“Early on, we are hoping to see more control of A1C levels and fewer emergency department visits and hospitalizations for diabetes,” said Dr. Hanlon. “Ultimately, we hope that translates into improvement in long-term complications, meaning fewer wounds, fewer amputations, and less renal failure. Those are the chronic effects of uncontrolled diabetes.”
According to Kimberly Brady, RN, BSN, Population Health Outcomes Manager and coordinator of the Diabetes Moonshot project, 25 departments across the NHRMC system are collaborating on Diabetes Moonshot initiatives.
“I think this is one of the biggest milestones within our network to have all of these departments well represented,” Brady said. “Everybody’s coming together to collaborate, share ideas and use evidence-based guidelines in the care we’re providing.”
“I would definitely say this is an unprecedented collaboration,” said Dr. Hanlon, the director of the NHRMC Internal Medicine Residency Program. “As we analyzed all the work to be done, we knew it would involve looking at the problem differently. So, we gathered people from every discipline that touches the care of the diabetic patient. Every one of our teammates volunteered their time to be a part, collaborating to create a system to improve care in our region. A problem as big as diabetes demands big solutions. When a committed, diverse group of people come together, the impossible becomes possible.”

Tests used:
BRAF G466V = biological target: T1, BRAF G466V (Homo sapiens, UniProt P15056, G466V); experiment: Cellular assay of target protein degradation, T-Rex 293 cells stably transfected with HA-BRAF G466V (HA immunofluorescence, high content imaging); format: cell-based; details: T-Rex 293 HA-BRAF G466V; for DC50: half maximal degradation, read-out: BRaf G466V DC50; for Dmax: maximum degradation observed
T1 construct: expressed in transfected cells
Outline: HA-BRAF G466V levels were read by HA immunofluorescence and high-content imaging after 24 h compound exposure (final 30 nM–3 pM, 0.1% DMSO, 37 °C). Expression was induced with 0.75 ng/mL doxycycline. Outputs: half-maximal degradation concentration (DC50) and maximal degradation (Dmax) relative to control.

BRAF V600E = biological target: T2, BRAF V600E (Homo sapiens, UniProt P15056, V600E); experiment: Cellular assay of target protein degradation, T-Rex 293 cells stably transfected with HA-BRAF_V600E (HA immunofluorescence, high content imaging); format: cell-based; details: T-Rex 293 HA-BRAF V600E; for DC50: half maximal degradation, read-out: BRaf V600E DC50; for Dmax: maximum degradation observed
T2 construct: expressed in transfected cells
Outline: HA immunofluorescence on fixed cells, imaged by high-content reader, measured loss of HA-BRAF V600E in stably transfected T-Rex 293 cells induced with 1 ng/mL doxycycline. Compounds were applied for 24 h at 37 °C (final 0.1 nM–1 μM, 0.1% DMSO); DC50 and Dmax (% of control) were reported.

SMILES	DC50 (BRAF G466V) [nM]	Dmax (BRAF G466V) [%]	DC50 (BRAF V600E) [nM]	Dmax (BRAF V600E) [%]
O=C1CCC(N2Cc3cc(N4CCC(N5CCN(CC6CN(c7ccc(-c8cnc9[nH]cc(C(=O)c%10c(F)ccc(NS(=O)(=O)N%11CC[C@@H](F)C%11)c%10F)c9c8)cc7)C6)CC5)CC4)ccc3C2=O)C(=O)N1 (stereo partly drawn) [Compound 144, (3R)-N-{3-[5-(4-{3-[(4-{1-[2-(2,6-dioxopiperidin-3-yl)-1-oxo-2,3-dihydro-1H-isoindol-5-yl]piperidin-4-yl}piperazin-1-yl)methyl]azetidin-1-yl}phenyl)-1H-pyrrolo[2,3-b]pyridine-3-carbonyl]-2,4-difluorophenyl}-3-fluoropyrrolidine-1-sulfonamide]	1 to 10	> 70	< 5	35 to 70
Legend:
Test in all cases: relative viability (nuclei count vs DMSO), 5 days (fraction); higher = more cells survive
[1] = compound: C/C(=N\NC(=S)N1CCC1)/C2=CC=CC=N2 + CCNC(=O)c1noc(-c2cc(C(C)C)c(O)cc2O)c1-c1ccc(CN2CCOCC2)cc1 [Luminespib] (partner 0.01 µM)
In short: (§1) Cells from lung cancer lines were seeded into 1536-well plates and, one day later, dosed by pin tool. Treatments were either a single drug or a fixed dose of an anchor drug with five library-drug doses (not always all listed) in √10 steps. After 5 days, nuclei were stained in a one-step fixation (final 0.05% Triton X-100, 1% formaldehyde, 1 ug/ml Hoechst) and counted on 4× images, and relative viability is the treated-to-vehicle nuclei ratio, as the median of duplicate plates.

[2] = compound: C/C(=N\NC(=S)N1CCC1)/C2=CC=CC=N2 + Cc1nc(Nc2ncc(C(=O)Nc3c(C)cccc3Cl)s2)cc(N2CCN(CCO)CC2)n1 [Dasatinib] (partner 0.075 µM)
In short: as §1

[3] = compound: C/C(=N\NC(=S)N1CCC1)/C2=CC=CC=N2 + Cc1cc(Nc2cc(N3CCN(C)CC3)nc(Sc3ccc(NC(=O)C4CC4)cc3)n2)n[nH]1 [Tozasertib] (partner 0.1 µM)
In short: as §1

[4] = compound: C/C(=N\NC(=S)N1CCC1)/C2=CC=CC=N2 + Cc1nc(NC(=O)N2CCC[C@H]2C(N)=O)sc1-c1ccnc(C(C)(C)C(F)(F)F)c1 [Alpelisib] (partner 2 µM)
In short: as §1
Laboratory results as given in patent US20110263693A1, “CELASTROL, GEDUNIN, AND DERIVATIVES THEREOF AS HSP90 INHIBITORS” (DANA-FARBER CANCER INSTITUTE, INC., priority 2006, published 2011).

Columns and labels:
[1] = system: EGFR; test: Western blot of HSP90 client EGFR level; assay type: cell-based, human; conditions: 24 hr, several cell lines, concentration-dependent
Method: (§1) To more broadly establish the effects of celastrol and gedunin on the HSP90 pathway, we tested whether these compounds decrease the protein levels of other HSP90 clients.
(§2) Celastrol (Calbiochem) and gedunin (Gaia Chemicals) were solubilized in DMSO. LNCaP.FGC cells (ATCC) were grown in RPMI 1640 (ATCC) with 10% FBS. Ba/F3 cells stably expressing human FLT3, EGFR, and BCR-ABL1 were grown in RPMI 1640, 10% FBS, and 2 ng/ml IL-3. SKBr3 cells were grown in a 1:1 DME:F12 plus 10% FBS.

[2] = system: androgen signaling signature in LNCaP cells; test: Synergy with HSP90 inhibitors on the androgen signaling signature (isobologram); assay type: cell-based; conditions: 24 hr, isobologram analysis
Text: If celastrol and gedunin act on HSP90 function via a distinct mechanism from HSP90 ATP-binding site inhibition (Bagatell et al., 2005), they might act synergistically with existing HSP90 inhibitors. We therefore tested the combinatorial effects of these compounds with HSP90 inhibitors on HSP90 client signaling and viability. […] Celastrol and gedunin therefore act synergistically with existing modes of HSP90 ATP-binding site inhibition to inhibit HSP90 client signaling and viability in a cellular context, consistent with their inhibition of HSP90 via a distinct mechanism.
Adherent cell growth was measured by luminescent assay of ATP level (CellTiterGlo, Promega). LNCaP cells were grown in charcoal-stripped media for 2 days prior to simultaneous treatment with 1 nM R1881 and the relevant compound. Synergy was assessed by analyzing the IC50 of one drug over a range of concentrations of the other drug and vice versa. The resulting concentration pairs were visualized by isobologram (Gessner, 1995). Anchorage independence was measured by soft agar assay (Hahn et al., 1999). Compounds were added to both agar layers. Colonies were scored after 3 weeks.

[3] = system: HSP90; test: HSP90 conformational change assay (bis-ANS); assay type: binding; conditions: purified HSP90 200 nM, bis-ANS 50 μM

Lydia Newman, Executive Director of Physician Quality Partners, NHRMC’s Accountable Care Organization, said addressing the problem of diabetes should be important to everyone.
“If you look at the data around diabetes, it’s projected that 30 percent of all people born since the year 2000 will develop diabetes,” Newman said. “If you switch that lens to looking at minorities, it’s 50 percent, and that is something that we should take a stand against.”
Teams working as part of the Diabetes Moonshot are not accepting this projection as inevitable locally as they work to reduce the rate of diabetes in the region.